Journal of Athletic EnhancementISSN: 2324-9080

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Research Article, J Athl Enhancement Vol: 4 Issue: 1

Dietary Supplement Intake in Greek Team Sports Athletes

Konstantinos S Noutsos*
Department of Team Sports, School of Physical Education and Sports Science,National and Kapodistrian University of Athens, Greece
Corresponding author : Konstantinos S Noutsos
Department of Team Sports, School of Physical Education and Sports Science, National and Kapodistrian University of Athens, Greece, Ethnikis Antistasis 41, Daphne, 172-37, Athens, Greece
Tel: 00307276022
Received: October 22, 2014 Accepted: January 24, 2015 Published: January 29, 2015
Citation: Noutsos KS (2015) Dietary Supplement Intake in Greek Team Sports Athletes. J Athl Enhancement 4:1 doi:10.4172/2324-9080.1000186


Dietary Supplement Intake in Greek Team Sports Athletes

The scope of this study was to research the use of dietary supplements by athletes in team sports. More specifically, it was to compare the frequency, type and reasons for consumption, as well as the nutritional influences, sources of information and the purchase outlets between men and women among levels of performance and among training volumes. A total of 1,811 athletes from team sports (handball, basketball, volleyball, soccer and water polo) participated in the study. All participants responded to a questionnaire and were asked to record each supplement they currently were taking or had been taking over the last six months. The results showed that 36.7% of the sample used dietary supplements. Dietary supplements were significantly lower for those in volleyball than those in other sports (F=5.2, p<0.001). Female athletes consumed significantly fewer dietary supplements than their male counterparts (χ2=12.00, p<0.001). The higher the level of achievement (χ2=196.6, P<0.001) or training volume (χ2=48.25, p<0.001), the higher the percentage of athletes who consumed supplements. They preferred to consume mainly proteins (43.8%) with an aim to primarily increase endurance (34.8%). The coach (34.0%) was the major dietary counselor for the majority of athletes, while pharmaceutical outlets were the main providers. It is worth noting that 16.1% of athletes were unaware of the names of the products they were using.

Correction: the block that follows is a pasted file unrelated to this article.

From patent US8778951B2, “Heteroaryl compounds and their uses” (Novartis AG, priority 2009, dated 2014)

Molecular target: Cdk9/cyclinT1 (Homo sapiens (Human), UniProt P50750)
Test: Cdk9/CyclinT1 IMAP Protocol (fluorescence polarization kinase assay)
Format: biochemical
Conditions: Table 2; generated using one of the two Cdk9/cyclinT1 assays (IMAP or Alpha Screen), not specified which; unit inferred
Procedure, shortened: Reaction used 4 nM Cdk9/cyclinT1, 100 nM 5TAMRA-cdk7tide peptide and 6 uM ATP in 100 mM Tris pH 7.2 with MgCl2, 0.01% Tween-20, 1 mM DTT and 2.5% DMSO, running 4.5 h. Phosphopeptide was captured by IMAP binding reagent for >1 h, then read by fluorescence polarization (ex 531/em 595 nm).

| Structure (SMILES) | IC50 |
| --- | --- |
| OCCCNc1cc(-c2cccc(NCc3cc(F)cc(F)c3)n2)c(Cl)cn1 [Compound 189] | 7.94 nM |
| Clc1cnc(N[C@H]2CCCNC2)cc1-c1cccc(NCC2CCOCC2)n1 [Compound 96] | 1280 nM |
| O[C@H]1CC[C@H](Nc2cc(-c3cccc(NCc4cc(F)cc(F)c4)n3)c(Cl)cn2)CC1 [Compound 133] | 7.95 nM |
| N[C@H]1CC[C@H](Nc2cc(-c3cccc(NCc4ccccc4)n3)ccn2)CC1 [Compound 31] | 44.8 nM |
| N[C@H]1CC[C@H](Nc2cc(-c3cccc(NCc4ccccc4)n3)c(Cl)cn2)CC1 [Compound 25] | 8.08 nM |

Keywords: Nutrition; Sports; Supplements; Performance

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